I remember September 2011 very clearly. We had just bought our house at the tail end of the previous month and it was what a house inspector referred to as a bit of a hazard to live in. Nonsense, we thought. We spent 2 weeks “decorating” it to a standard that we deemed we could cope with, and made ourselves at home.
I say decorating, but really it was things like, adding heating and removing mould. The height of glamour!
The lounge and the bedroom were the 2 rooms we chose as the priorities. Places we could be comfortable whilst the rest of the house got very necessary additions (like getting a bathroom and kitchen – pretty essential am I right?).
I distinctly remember decorating our lounge.
We stripped off the mouldy wallpaper. Down came the plaster, which was mostly Sellotaped to the wall. We added radiators. We re-plastered. We removed the old school fireplace. We gave the room a lick of white paint, and then I re-painted it in Dulux’s Natural Hessian to hide the colour of plaster, which ironically, is a paint colour that looks exactly like plaster. D’oh!
I remember so well when we painted. We did it at about 10pm, and without blinds or curtains, passers by gawked in. Perhaps I had a builders bum situation going on? Either way, this stage is what Joe and I refer to as our Lounge: Version 1.0
We haven’t really changed it since, but it’s never what I considered to be decorated – just a temporary hidey hole from the rest of our renovations. In fact, it’s been a bit of a dumping ground to be honest. Our kitchen units remained in the lounge for 3 months at the end of last year. We had our bathroom suite in there the year before. More recently, it’s been home to piles of baby clothes I’m yet to organise, and all of the pram accessories I need to find a home for.
Now, we have decided it’s time for a makeover, in time for the baby’s arrival. It’s time for Lounge 2:0.
It started in August with the skirting board…
Some of you may remember that we had a flood downstairs last August. We salvaged the carpet and replaced the underlay to avoid mould. But the woodwork wasn’t too lucky. It expanded and rotted a little so we made the decision to replace it.
Joe started by removing the old skirting board from the entire room using a oscillating multi tool. This one is from Worx and allows you to accurately cut into materials from head on which is pretty great because it allowed us to remove the skirting without damaging the surrounding plaster. Sadly, the brickwork behind the skirting was pretty weak, but hey, as long as the house stays up, am I right? 😉
After a good old clean up of the dust (MORE DUST!) Joe nailed in new skirting – MDF in 119mm, which isn’t actually too tall for skirting, but it’s taller than the original stuff. Quite unusual as older houses tend to have very high skirting.
After filling in the holes made by nails, one undercoat later and a coat of white gloss, we had new skirting. It sounds like a quick and easy job when I put it into a nutshell but as you can see from our piccies below, it’s certainly a messy one, and as per usual, our furniture was given a tour around the downstairs.
For most of you reading this who are doing up an older house you may find that you already have coving! They really are a finishing touch to the room and they’re great for decorating because it gives you that straight line to work with when you’re adding paint or wallpaper. Sadly, our house didn’t have this feature, and like most homes of our age, the walls aren’t even. Of couse, you may never know this, and really, it doesn’t make too much of a difference how straight your walls are…until you try and paint it! Then you realise just how uneven they are.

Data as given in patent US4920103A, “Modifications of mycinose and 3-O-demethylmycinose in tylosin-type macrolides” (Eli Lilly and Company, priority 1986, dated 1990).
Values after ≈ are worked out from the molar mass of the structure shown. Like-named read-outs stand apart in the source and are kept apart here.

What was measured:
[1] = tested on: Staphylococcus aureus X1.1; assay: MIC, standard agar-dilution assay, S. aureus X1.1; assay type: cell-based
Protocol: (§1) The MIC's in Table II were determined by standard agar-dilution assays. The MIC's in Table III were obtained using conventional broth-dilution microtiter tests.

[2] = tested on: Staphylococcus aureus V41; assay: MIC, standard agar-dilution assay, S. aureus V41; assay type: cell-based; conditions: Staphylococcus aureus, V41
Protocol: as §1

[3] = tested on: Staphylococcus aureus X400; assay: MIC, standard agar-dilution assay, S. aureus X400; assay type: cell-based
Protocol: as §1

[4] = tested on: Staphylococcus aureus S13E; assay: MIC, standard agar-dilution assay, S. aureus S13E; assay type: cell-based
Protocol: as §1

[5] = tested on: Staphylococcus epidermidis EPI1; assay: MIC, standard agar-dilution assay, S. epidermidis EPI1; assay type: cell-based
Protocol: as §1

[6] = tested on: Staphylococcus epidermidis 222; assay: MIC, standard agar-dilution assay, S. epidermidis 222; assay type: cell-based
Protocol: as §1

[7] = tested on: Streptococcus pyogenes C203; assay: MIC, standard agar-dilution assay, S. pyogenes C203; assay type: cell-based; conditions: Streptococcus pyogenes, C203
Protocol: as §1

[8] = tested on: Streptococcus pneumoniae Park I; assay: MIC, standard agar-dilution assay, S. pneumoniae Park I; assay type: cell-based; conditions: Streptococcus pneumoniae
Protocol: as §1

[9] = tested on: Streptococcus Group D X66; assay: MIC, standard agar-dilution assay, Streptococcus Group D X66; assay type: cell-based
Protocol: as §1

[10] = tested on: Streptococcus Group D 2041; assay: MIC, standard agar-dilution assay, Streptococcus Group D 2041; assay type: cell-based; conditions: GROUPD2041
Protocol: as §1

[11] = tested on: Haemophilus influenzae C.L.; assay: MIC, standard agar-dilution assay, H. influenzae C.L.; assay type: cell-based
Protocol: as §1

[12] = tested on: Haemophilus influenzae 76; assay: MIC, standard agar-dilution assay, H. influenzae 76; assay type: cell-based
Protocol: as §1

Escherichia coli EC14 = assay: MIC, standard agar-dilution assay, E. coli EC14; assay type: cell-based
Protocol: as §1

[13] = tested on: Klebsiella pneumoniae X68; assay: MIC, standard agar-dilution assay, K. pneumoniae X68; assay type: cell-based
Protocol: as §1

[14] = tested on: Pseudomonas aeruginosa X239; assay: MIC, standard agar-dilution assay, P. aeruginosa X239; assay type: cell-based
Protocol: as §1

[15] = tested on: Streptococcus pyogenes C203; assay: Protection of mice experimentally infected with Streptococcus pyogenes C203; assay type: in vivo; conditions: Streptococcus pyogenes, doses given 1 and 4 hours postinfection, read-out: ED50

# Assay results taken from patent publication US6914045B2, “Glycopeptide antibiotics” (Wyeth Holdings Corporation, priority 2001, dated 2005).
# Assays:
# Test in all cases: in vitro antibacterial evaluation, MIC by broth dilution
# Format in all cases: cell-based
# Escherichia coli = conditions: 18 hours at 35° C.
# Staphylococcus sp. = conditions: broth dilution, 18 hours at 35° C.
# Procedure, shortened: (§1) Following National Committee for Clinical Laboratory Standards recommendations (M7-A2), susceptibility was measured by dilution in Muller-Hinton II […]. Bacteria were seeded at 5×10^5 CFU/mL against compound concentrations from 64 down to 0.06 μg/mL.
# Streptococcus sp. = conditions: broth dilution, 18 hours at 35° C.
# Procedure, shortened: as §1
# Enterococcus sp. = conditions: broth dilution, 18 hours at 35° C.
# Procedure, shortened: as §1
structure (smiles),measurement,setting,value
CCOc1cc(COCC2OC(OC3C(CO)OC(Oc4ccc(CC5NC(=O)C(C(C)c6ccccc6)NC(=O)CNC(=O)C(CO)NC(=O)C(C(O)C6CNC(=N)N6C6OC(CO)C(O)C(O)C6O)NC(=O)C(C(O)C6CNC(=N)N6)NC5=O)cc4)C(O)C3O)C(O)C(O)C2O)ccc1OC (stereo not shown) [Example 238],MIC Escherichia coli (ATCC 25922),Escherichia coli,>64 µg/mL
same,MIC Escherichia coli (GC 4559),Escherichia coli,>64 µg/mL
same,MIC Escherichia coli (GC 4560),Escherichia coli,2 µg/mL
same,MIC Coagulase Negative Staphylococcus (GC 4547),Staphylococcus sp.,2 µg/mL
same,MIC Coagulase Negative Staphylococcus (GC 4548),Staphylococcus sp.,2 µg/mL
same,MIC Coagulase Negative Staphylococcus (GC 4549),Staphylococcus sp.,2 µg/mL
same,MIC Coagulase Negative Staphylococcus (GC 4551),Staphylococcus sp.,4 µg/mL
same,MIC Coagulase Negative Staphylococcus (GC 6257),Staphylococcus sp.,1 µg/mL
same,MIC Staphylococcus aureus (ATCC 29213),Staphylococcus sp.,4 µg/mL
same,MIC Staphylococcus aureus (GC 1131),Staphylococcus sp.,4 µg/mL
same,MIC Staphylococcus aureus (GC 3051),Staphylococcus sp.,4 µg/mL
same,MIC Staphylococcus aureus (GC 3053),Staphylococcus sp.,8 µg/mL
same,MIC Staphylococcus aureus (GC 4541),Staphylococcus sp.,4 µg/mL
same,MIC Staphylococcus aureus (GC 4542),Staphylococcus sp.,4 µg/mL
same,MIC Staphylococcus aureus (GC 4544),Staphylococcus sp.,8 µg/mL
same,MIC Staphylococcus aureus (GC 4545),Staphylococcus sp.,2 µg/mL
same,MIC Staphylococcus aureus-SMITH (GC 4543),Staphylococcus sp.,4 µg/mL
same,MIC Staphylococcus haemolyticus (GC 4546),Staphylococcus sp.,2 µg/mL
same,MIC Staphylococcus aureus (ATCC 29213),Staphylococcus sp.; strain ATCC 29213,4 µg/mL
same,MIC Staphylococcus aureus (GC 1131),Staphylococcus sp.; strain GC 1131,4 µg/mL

Upstairs we solved this problem with a picture rail but with the lounge being a long room rather than square, I didn’t want anything that could potentially make the room look longer or lower the ceiling.
So Joe bought some plaster artex. You can also use polystyrene coving as an alternative, but it’s not quite as sturdy in construction so may need re-doing after a few years. We only plan on doing this the once so felt the plaster artex was a better investment, even if it costs a few pounds more.
With this room being about 22 feet long, there weren’t any pieces that would fit the entire length of the wall, so Joe had to do a bit of chopping. In addition, because the walls were so incredibly wonky, it made more sense to do them in smaller lengths around the room. to make any wonky lines a little less obvious.
Using a multi purpose adhesive, Joe pushed the two curves of the coving into the corner where the wall met ceiling. Sadly, he was unimpressed with this product, as it was so runny, the coving wouldn’t stick! He had to use nails in the wall to hold the pieces in place whilst it dried. You can see this in the images below. The next day when he returned to the job, he tried a grab adhesive instead, which also acted as a filler to help make the joints between pieces a bit more seamless. Much easier, he tells me.
Since then, the coving has had a coat of white emulsion after sanding down the joints, and voila, a blank set of coving on the ceiling!
I know, I know, skirting boards and coving aren’t going to set most people’s fire alight. It’s certainly not the kind of thing you’re going to find in your monthly interior magazine subscriptions. But every room needs a good foundation before it can be transformed from an ugly duckling into a swan. This was phase 1 of that. I haven’t included the “after” pictures of these yet because the difference in this room is really amplified when you see all the changes we’ve made in the last month, so you’ll see these soon enough.
The next step on our list for the lounge was wallpaper. Come back on my next update to see what we chose.